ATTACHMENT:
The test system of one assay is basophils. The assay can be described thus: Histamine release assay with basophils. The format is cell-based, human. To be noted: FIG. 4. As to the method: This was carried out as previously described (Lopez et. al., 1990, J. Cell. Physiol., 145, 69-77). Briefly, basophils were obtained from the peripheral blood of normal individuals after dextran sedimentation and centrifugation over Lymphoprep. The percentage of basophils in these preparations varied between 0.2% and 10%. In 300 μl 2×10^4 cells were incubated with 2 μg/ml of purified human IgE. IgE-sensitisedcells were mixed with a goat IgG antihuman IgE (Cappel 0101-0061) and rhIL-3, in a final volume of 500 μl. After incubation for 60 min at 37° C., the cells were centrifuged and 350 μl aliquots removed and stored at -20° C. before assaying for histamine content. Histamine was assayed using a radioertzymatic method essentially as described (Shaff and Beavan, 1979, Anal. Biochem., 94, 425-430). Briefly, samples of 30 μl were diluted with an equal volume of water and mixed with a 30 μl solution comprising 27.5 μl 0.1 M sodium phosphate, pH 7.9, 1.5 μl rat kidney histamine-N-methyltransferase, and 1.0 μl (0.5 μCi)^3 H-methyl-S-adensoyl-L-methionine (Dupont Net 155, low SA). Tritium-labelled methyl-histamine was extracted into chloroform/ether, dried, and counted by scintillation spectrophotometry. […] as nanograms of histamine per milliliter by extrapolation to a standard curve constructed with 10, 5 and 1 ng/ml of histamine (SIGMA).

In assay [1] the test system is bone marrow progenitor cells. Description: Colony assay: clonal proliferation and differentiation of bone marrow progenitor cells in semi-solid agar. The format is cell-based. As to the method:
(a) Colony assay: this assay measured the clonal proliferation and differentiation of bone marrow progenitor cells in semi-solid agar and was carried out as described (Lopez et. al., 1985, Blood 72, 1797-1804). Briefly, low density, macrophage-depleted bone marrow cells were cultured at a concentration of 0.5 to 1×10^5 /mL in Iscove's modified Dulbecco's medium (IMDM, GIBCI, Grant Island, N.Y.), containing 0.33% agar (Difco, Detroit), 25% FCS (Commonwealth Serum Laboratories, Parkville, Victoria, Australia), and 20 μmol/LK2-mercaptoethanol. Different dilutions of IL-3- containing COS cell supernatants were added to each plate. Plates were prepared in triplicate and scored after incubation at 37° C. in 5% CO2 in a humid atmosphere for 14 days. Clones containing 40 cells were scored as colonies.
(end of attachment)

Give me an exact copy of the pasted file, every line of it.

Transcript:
The test system of one assay is basophils. The assay can be described thus: Histamine release assay with basophils. The format is cell-based, human. To be noted: FIG. 4. As to the method: This was carried out as previously described (Lopez et. al., 1990, J. Cell. Physiol., 145, 69-77). Briefly, basophils were obtained from the peripheral blood of normal individuals after dextran sedimentation and centrifugation over Lymphoprep. The percentage of basophils in these preparations varied between 0.2% and 10%. In 300 μl 2×10^4 cells were incubated with 2 μg/ml of purified human IgE. IgE-sensitisedcells were mixed with a goat IgG antihuman IgE (Cappel 0101-0061) and rhIL-3, in a final volume of 500 μl. After incubation for 60 min at 37° C., the cells were centrifuged and 350 μl aliquots removed and stored at -20° C. before assaying for histamine content. Histamine was assayed using a radioertzymatic method essentially as described (Shaff and Beavan, 1979, Anal. Biochem., 94, 425-430). Briefly, samples of 30 μl were diluted with an equal volume of water and mixed with a 30 μl solution comprising 27.5 μl 0.1 M sodium phosphate, pH 7.9, 1.5 μl rat kidney histamine-N-methyltransferase, and 1.0 μl (0.5 μCi)^3 H-methyl-S-adensoyl-L-methionine (Dupont Net 155, low SA). Tritium-labelled methyl-histamine was extracted into chloroform/ether, dried, and counted by scintillation spectrophotometry. […] as nanograms of histamine per milliliter by extrapolation to a standard curve constructed with 10, 5 and 1 ng/ml of histamine (SIGMA).

In assay [1] the test system is bone marrow progenitor cells. Description: Colony assay: clonal proliferation and differentiation of bone marrow progenitor cells in semi-solid agar. The format is cell-based. As to the method:
(a) Colony assay: this assay measured the clonal proliferation and differentiation of bone marrow progenitor cells in semi-solid agar and was carried out as described (Lopez et. al., 1985, Blood 72, 1797-1804). Briefly, low density, macrophage-depleted bone marrow cells were cultured at a concentration of 0.5 to 1×10^5 /mL in Iscove's modified Dulbecco's medium (IMDM, GIBCI, Grant Island, N.Y.), containing 0.33% agar (Difco, Detroit), 25% FCS (Commonwealth Serum Laboratories, Parkville, Victoria, Australia), and 20 μmol/LK2-mercaptoethanol. Different dilutions of IL-3- containing COS cell supernatants were added to each plate. Plates were prepared in triplicate and scored after incubation at 37° C. in 5% CO2 in a humid atmosphere for 14 days. Clones containing 40 cells were scored as colonies.